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The Honolulu Advertiser
Posted on: Tuesday, April 9, 2002

Offensive lineman's value measured in feet, not pounds

By Stephen Tsai
Advertiser Staff Writer

Even at 380 pounds, Shayne Kajioka impressed coaches with quick feet. Now at 310, he's got a chance to start.

Advertiser library photo • Aug. 22, 2001

When it comes to evaluating offensive linemen, University of Hawai'i assistant football coach Mike Cavanaugh believes beauty is shin deep.

That was apparent in August 2000, when 6 foot 3 Shayne Kajioka reported to training camp weighing 380 pounds. While many line coaches would have done a gut check, Cavanaugh instead checked Kajioka's strong ankles and nimble feet.

"I noticed he has quick feet, and you need quick feet to be a good offensive lineman," Cavanaugh said.

After shedding 70 pounds in two years, Kajioka, now 310 pounds, entered the final week of spring training in a dead heat with Ryan Santos for the battle at right tackle.

"The job is up in the air," Cavanaugh said.

Kajioka was expected to serve as the top backup at right tackle and the two guard positions. But he has improved his endurance and eliminated his bad habit of "bouncy feet" — a technical glitch in which a lineman lifts his feet too high when moving laterally.

"You want your feet sliding, that way you have better balance," Cavanaugh said. "He was always bouncing his feet up and down. He made the adjustment. That's a tribute to him. He works hard, and it's showed in his improvement. Kaj is having a great spring."

Except at right tackle, the rest of the line appears set. If the season were to open today, Wayne Hunter would start at left tackle, Lui Fuata at left guard, Uriah Moenoa at center and Vince Manuwai at right guard. Yesterday, Moenoa practiced at right tackle, Fuata at center and Brandon Eaton at left tackle.

"I want to see all of our options, just in case we have to go in that direction," Cavanaugh said. "I want to see what each guy can do. Nothing is ever cut in stone."

A reel find: Imagine a music studio signing an artist based solely on a demo tape. It would be similar to the Warriors making an offer to Clifton Herbert after viewing a highlight tape.

UH coach June Jones remembered marveling at a recruiting videotape of Herbert, then a quarterback at Quartz Hills High in Palmdale, Calif.

"He probably was one of the quickest players I've ever seen on film," Jones said.

Herbert reported to training camp in 1999 intent on competing at defensive back. But before workouts one day, Jones asked Herbert if he would run a pass route. After Herbert easily chased down a Dan Robinson pass, Jones told him, "You'll stay at receiver."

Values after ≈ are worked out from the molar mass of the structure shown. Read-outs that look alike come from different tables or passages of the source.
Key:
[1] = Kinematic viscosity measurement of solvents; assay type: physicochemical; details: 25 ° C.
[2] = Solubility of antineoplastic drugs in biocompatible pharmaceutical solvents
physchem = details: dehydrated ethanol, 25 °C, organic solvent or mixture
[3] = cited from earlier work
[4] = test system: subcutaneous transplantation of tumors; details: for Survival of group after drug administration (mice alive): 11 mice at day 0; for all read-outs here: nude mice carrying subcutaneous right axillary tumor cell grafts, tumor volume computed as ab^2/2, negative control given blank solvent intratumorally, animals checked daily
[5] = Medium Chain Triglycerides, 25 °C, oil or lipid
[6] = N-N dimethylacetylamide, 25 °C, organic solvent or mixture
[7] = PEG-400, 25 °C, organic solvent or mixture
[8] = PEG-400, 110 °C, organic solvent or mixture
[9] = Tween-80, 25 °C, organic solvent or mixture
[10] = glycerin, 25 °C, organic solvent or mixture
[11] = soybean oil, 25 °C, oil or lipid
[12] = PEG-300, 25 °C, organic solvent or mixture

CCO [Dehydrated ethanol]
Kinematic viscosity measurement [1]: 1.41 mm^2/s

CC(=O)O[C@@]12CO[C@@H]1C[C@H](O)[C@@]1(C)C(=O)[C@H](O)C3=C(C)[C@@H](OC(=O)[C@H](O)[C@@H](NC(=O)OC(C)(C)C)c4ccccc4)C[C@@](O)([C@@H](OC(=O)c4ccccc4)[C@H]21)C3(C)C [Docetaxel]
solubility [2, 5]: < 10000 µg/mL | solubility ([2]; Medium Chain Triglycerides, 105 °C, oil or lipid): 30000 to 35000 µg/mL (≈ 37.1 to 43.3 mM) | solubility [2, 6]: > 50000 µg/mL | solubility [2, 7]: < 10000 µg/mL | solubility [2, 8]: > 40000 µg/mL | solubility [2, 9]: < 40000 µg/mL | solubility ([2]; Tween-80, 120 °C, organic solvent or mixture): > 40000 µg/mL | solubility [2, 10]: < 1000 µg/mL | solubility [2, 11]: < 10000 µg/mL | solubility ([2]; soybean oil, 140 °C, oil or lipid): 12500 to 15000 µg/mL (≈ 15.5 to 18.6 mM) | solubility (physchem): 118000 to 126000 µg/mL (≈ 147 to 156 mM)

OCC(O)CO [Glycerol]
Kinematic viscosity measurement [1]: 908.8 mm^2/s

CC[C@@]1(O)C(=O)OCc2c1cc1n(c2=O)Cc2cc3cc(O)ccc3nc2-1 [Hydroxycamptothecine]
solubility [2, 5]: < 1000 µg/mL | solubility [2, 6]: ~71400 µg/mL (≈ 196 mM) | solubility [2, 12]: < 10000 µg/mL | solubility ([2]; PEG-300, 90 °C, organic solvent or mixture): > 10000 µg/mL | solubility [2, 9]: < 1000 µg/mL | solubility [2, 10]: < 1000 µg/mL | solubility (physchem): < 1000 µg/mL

"I said, 'OK,' and that was it," Herbert said.

The 5-foot-7, 160-pound Herbert was the right slotback on the first team during yesterday's workouts. "He'll contribute this year," Jones said.

Herbert, who can run 40 yards in 4.3 seconds, has worked on his speed by running up hills. He also runs 50- and 100-meter sprints on Punahou School's track.

"As long as I can help the team out, that's all that matters," he said.

On the move: Slotback Omar Bennett said he is enjoying the transition from wide receiver.

"It's cool," he said. "I think I can work against linebackers and safeties a little easier than against corners."

Bennett attended California as a freshman, then played at a junior college for two years. Because of a problem in transferring a credit, Bennett delayed enrolling at UH until this semester. He expected to spend his only season of UH eligibility at wide receiver, but was moved to slotback last week.

In previous years, the wide receivers ran deep patterns and the slotbacks were used on slants.

This coming season, the slotbacks are expected to go deep frequently.

At 6 feet, Bennett is the Warriors' tallest slotback. "If there's a high pass, I can go up and get it," he said.

Bennett said he needs to improve his quickness. He said he will return this summer to his family's home in California, where his father will help him improve his running form.

"I need to work on getting my rotation faster because I have long strides," he said. "I have to try and quicken my steps."